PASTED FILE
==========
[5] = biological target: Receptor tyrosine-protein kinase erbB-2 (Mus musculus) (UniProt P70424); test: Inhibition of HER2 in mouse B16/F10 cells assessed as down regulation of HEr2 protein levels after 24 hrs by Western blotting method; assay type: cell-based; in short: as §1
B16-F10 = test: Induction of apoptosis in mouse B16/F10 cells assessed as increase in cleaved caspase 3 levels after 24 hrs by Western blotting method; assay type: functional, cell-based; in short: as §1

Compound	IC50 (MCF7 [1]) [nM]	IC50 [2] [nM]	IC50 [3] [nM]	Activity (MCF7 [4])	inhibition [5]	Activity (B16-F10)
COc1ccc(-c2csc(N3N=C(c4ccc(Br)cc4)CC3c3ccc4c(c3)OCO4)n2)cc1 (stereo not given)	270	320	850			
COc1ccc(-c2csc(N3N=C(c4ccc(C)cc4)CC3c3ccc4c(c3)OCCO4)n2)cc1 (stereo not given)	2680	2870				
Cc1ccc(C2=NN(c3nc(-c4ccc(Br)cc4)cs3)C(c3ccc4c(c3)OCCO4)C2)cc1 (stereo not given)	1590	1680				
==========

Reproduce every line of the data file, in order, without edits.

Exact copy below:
[5] = biological target: Receptor tyrosine-protein kinase erbB-2 (Mus musculus) (UniProt P70424); test: Inhibition of HER2 in mouse B16/F10 cells assessed as down regulation of HEr2 protein levels after 24 hrs by Western blotting method; assay type: cell-based; in short: as §1
B16-F10 = test: Induction of apoptosis in mouse B16/F10 cells assessed as increase in cleaved caspase 3 levels after 24 hrs by Western blotting method; assay type: functional, cell-based; in short: as §1

Compound	IC50 (MCF7 [1]) [nM]	IC50 [2] [nM]	IC50 [3] [nM]	Activity (MCF7 [4])	inhibition [5]	Activity (B16-F10)
COc1ccc(-c2csc(N3N=C(c4ccc(Br)cc4)CC3c3ccc4c(c3)OCO4)n2)cc1 (stereo not given)	270	320	850			
COc1ccc(-c2csc(N3N=C(c4ccc(C)cc4)CC3c3ccc4c(c3)OCCO4)n2)cc1 (stereo not given)	2680	2870				
Cc1ccc(C2=NN(c3nc(-c4ccc(Br)cc4)cs3)C(c3ccc4c(c3)OCCO4)C2)cc1 (stereo not given)	1590	1680				